As parents, we become very aware of how important the role of play is in our kids’ lives—everything from parenting philosophies like Montessori to our own childhood experiences support it. An iteration of play always exists as our kids grow: We want them to be outside, running around—in yards, in nature, and then as they get older, we explore organized, youth sports with them. The outcome we’re looking for isn’t necessarily for them to go pro—it’s getting them engaged in the world, moving their bodies. 

The benefits are myriad, and at face value, it seems so simple. But as kids get older, their participation in sports gets complicated. There are disparities based on race, income, and gender—and suddenly, the simple idea of access becomes fraught. That’s why Nike’s Play for All campaign is focused on getting kids to play and love sports—no matter the barriers.

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I learned about Nike’s endeavor to get kids playing—all kids playing—on a recent visit to Nike’s LA headquarters on a sunny, crisp day, where Nike hosted a panel of pro athletes and company leaders to talk about the impact the iconic brand is making as they help parents and kids navigate access to play. 

“We are so serious about play,” Karie Conner declared, Nike’s VP and General Manager of North America’s Kids’ Business. “Play is the gateway to sport. Kids who play live happier, healthier lives, [and] they’re more successful in school and in life.”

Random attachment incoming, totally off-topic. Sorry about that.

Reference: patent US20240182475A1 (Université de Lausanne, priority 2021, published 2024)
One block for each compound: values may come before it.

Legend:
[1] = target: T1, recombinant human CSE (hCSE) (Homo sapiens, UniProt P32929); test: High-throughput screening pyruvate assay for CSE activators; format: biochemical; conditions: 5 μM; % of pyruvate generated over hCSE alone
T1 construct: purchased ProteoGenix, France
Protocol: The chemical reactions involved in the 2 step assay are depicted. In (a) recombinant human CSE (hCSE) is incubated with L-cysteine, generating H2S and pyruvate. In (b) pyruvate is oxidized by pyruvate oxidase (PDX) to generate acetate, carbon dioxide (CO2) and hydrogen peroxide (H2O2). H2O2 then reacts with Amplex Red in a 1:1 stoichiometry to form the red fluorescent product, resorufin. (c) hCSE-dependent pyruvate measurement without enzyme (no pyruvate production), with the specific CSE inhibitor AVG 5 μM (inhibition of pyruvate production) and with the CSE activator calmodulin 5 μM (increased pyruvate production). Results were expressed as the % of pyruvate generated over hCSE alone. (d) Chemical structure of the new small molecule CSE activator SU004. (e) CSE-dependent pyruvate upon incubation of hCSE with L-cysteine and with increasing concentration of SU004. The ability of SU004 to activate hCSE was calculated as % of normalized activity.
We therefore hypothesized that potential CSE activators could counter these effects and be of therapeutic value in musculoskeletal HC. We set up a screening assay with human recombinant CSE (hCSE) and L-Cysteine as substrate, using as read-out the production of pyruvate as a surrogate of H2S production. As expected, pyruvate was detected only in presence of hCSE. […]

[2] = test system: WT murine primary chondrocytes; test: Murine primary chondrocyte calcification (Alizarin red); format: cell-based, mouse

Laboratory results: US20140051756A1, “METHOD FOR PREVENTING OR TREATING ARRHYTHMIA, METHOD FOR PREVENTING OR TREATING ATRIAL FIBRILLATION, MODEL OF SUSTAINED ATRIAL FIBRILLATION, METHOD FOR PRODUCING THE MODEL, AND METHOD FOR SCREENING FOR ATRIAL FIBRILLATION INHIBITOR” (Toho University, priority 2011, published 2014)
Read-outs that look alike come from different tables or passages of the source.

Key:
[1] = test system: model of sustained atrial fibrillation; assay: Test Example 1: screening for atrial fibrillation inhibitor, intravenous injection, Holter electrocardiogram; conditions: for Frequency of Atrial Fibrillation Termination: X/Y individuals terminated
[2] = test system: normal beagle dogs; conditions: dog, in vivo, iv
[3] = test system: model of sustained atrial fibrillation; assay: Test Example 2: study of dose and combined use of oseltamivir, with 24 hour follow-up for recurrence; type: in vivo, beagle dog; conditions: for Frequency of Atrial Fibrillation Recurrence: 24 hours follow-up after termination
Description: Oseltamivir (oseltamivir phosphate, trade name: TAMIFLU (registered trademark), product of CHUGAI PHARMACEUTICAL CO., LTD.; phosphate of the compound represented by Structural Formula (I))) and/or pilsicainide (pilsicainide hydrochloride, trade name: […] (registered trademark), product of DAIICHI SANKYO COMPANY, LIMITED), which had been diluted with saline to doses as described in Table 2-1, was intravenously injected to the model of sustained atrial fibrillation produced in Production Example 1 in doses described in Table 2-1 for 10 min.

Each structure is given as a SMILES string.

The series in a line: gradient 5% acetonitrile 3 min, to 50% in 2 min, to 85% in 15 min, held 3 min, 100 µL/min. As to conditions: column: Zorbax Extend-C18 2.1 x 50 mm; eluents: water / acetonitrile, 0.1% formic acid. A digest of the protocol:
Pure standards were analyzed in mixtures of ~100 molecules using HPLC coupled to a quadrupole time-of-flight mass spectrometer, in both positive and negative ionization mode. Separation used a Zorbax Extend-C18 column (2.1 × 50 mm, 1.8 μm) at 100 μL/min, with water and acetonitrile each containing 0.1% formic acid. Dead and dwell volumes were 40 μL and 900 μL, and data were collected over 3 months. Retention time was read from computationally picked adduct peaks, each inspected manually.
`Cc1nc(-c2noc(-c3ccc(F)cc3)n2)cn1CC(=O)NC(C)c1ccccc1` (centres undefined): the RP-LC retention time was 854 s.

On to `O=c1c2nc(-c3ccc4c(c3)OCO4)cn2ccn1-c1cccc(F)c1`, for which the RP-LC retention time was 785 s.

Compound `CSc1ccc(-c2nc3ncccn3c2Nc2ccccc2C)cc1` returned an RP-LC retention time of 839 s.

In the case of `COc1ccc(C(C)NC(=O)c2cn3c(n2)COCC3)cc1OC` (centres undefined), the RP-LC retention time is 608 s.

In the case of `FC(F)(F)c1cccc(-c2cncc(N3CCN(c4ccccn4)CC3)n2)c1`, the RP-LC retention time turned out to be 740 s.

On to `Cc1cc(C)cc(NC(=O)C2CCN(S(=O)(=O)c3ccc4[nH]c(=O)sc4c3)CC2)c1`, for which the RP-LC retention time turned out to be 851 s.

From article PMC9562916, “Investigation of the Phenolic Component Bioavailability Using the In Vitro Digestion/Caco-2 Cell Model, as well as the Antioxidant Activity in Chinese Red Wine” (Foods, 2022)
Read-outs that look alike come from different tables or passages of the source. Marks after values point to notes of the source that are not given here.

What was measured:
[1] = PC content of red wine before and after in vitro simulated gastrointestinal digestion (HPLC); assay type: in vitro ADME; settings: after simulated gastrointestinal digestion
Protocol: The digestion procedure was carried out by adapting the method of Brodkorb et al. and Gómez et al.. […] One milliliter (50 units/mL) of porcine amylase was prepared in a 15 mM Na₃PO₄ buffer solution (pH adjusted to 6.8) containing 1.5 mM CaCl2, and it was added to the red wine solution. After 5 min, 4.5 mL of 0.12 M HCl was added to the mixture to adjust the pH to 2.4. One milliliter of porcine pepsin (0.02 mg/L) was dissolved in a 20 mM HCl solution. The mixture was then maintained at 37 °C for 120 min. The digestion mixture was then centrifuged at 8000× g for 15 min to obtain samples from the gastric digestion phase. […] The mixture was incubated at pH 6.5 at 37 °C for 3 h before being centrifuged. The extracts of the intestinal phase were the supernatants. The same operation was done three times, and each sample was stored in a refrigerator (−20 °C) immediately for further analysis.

With an arsenal that includes allocating funds and resources to communities in need, digital toolboxes for parents and coaches, gear made especially for growing, playing kids, and providing opportunities to play, Nike is showing just how serious they are about playing for all. It’s not just income and environment that deter kids from getting involved with sports, either—the Nike panels elucidated just how much girls are likely to drop out of sports. By the age of 14, girls drop out of sports at twice the rate of boys. Nike wants to level the playing field for girls, and all kids, and they’re helping parents get engaged, too.

Keep reading to find out how, as parents, we can get our kids excited about sports—and keep them that way.

Parents are their kids’ first coach—and we need tools, too

Whether you choose to get your kid involved in organized sports, your kids’ approach to play will be shaped by you. “Parents are critical,” Conner said.” For parents (aka “their kids’ first coach”), Conner introduced Nike’s toolkits that guide and empower parents to help their kids discover play and sports. The digital coaching tools include:

  • Made to Play Coaching Girls, which is for parents, program leaders and coaches to learn how to recruit and retain girls and girl-identifying young people

Being your kid’s coach also means playing with them. Nike’s host for the event, former Olympian Sanya Richards Ross (she currently holds the record as the fastest American woman to ever run the 400m), told me about how she gets her son involved in being active. “We try to make working out fun,” she said, letting him see her and her husband be active. If they want to join you, great, but “the biggest thing we can do is be an example. You gotta get up and you gotta move.”

Need ideas? If you’re lucky enough to live near a CAMP store, Nike has partnered with the experience destination to provide a limited-time Nike Kids Camp.